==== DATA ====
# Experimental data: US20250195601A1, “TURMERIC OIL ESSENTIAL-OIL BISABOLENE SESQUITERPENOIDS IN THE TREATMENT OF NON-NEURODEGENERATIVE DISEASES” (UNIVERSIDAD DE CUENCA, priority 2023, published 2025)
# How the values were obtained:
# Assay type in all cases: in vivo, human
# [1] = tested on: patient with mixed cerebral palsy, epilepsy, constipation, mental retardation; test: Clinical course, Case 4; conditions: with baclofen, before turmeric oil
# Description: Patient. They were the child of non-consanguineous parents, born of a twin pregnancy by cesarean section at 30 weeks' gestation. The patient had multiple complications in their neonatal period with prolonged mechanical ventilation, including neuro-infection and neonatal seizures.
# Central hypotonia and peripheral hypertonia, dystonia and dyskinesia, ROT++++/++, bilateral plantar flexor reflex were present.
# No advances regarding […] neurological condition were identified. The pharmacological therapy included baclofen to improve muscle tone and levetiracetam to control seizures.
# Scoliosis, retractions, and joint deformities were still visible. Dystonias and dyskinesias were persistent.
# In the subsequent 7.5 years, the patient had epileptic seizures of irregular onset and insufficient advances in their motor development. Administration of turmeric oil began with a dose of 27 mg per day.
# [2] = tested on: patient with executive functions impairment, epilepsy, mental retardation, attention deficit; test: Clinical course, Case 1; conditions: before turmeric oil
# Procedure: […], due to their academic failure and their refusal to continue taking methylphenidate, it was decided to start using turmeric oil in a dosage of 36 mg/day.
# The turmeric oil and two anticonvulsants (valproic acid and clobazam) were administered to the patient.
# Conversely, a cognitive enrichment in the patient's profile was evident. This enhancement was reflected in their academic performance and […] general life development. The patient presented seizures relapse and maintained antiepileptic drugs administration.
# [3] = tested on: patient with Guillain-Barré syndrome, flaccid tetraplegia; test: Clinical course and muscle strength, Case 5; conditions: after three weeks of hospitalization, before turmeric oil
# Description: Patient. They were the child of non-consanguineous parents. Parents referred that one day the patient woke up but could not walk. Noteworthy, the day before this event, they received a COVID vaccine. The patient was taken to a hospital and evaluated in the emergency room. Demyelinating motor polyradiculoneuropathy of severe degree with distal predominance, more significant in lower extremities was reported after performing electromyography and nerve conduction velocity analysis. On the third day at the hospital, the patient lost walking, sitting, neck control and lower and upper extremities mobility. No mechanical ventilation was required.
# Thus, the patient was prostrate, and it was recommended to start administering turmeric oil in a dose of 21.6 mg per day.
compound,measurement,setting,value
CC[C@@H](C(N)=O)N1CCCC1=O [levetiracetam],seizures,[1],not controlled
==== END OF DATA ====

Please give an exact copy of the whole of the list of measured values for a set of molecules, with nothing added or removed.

# Experimental data: US20250195601A1, “TURMERIC OIL ESSENTIAL-OIL BISABOLENE SESQUITERPENOIDS IN THE TREATMENT OF NON-NEURODEGENERATIVE DISEASES” (UNIVERSIDAD DE CUENCA, priority 2023, published 2025)
# How the values were obtained:
# Assay type in all cases: in vivo, human
# [1] = tested on: patient with mixed cerebral palsy, epilepsy, constipation, mental retardation; test: Clinical course, Case 4; conditions: with baclofen, before turmeric oil
# Description: Patient. They were the child of non-consanguineous parents, born of a twin pregnancy by cesarean section at 30 weeks' gestation. The patient had multiple complications in their neonatal period with prolonged mechanical ventilation, including neuro-infection and neonatal seizures.
# Central hypotonia and peripheral hypertonia, dystonia and dyskinesia, ROT++++/++, bilateral plantar flexor reflex were present.
# No advances regarding […] neurological condition were identified. The pharmacological therapy included baclofen to improve muscle tone and levetiracetam to control seizures.
# Scoliosis, retractions, and joint deformities were still visible. Dystonias and dyskinesias were persistent.
# In the subsequent 7.5 years, the patient had epileptic seizures of irregular onset and insufficient advances in their motor development. Administration of turmeric oil began with a dose of 27 mg per day.
# [2] = tested on: patient with executive functions impairment, epilepsy, mental retardation, attention deficit; test: Clinical course, Case 1; conditions: before turmeric oil
# Procedure: […], due to their academic failure and their refusal to continue taking methylphenidate, it was decided to start using turmeric oil in a dosage of 36 mg/day.
# The turmeric oil and two anticonvulsants (valproic acid and clobazam) were administered to the patient.
# Conversely, a cognitive enrichment in the patient's profile was evident. This enhancement was reflected in their academic performance and […] general life development. The patient presented seizures relapse and maintained antiepileptic drugs administration.
# [3] = tested on: patient with Guillain-Barré syndrome, flaccid tetraplegia; test: Clinical course and muscle strength, Case 5; conditions: after three weeks of hospitalization, before turmeric oil
# Description: Patient. They were the child of non-consanguineous parents. Parents referred that one day the patient woke up but could not walk. Noteworthy, the day before this event, they received a COVID vaccine. The patient was taken to a hospital and evaluated in the emergency room. Demyelinating motor polyradiculoneuropathy of severe degree with distal predominance, more significant in lower extremities was reported after performing electromyography and nerve conduction velocity analysis. On the third day at the hospital, the patient lost walking, sitting, neck control and lower and upper extremities mobility. No mechanical ventilation was required.
# Thus, the patient was prostrate, and it was recommended to start administering turmeric oil in a dose of 21.6 mg per day.
compound,measurement,setting,value
CC[C@@H](C(N)=O)N1CCCC1=O [levetiracetam],seizures,[1],not controlled